This spring, it seems like the podcast world has taken the seasonal feeling of growth and renewal to heart. Promising new shows are suddenly popping up everywhere, including two great ones from NPR and public radio powerhouse WNYC.
From WNYC, we’re getting 2 Dope Queens, the live comedy brainchild of Jessica Williams and Phoebe Robinson, two very smart, outspoken, funny ladies. Williams is a regular correspondent on The Daily Show. Robinson is a writer and comedian who’s performed and written all over the place, including her blog, Blaria.
The show features honest, hilarious conversations between the two friends on race, relationships, life, and pretty much anything else, along with live performances and storytelling from other comedian friends.
Robinson and Williams are like the cool friends you wish you hung out with more. Their stories, which range from encounters with racist cab drivers to getting a front-row bump at a Billy Joel concert, create an atmosphere that has the sharpness of a stand-up set, but the intimacy of a good conversation. It’s broken up with whip-smart short sets from great comics like Aparna Nancherla, Naomi Ekperigin and Gary Gulman. And the best part? This show is a weekly deal, with new episodes dropping every Tuesday.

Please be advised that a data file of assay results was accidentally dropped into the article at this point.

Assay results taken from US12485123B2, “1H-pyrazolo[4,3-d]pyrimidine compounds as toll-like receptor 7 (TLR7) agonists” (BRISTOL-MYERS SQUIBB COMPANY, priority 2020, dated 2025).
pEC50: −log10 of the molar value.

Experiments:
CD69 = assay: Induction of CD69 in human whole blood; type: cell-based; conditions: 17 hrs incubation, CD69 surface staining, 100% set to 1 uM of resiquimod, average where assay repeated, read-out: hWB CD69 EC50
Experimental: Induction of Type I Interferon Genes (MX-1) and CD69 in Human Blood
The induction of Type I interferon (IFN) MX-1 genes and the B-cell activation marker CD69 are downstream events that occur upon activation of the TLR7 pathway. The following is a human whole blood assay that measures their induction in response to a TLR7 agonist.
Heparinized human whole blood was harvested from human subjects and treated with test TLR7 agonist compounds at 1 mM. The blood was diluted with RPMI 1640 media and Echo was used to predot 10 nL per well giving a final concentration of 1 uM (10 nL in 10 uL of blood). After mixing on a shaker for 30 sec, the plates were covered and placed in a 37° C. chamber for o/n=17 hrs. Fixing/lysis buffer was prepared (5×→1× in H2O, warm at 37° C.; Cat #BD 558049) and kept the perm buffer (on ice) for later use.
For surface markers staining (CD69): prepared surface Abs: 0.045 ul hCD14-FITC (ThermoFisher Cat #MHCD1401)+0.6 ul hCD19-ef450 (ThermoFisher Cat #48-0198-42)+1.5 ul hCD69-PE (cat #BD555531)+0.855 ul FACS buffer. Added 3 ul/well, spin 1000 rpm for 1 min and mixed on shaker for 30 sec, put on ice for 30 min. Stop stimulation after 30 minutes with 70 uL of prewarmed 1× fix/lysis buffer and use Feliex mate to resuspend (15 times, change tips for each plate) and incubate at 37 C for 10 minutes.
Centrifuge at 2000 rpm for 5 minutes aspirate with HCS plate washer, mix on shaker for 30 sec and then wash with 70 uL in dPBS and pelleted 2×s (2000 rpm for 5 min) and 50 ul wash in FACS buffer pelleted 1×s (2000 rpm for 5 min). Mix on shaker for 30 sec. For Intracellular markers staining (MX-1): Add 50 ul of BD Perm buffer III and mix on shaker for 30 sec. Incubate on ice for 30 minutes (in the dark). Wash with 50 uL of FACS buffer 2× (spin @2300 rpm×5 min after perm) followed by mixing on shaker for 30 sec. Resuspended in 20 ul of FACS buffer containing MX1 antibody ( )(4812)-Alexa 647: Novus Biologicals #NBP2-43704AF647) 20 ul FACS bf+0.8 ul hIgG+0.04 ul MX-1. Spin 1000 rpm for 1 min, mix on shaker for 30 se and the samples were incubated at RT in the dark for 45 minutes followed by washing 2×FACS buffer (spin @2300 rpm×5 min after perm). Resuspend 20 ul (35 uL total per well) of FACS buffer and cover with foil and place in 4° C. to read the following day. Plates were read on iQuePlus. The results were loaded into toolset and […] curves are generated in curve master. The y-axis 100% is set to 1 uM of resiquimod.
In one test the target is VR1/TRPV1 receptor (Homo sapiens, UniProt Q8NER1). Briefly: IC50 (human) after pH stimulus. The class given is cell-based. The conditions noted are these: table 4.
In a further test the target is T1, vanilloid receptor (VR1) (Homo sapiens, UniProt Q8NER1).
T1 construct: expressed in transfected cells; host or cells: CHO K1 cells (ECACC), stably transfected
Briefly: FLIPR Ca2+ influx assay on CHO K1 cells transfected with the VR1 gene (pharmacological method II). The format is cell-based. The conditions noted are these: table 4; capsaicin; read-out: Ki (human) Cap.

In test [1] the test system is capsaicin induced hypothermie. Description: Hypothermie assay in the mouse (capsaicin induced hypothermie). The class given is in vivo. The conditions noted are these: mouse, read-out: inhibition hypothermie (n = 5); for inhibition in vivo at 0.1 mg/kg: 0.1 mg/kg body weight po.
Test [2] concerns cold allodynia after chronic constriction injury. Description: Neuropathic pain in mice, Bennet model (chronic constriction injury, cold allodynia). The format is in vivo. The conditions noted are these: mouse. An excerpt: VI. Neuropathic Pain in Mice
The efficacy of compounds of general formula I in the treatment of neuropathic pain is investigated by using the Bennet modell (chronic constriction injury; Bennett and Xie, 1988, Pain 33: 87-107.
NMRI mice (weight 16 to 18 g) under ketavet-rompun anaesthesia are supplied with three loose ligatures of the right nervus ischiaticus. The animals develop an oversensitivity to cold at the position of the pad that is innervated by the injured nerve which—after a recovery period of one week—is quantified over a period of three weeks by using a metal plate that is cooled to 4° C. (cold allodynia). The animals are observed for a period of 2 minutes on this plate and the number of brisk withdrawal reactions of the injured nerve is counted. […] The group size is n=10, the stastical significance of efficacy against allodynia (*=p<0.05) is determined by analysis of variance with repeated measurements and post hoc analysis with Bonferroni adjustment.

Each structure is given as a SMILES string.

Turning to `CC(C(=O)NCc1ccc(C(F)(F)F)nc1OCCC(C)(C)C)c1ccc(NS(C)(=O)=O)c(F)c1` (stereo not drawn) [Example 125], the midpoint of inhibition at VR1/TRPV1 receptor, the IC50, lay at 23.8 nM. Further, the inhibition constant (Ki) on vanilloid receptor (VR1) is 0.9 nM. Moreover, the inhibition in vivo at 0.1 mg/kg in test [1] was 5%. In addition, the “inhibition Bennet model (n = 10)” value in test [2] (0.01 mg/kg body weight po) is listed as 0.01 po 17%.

On the more serious end of the spectrum, there’s Embedded, a new NPR podcast from All Things Considered host Kelly McEvers. The podcast promises to take a deep, personal look at headline-making stories, from a biker shootout in Waco to the making of a negative campaign ad to the life of a female comedy writer at a late-night show.
The first episode of Embedded was released on March 31, and explores the opioid pill addiction that’s caused an outbreak of HIV in Indiana, due to addicts injecting the drug using shared needles. McEvers visits a house populated by addicts with different stories, including a nurse and a military vet. All of them were prescribed medication for pain and got hooked. The company producing the pill has made changes to the formula to make it harder to cut up or crush, so McEvers follows the residents of the house into a back bedroom to see the way they’ve devised to shoot it up.
The story is heartbreaking and very detailed. As a former Middle East correspondent for NPR, McEvers wanted to apply her in-depth experience of embedding with the military to other stories that don’t get the same kind of treatment. The goal of Embedded is to allow listeners to share the experience of its reporters, as they get as close to the story as possible. Based on the first episode, it’s going to lead to some devastating stories. Based on other subjects McEvers says the show will take on, however, it seems there will be plenty of room for bizarre and creative stories, too.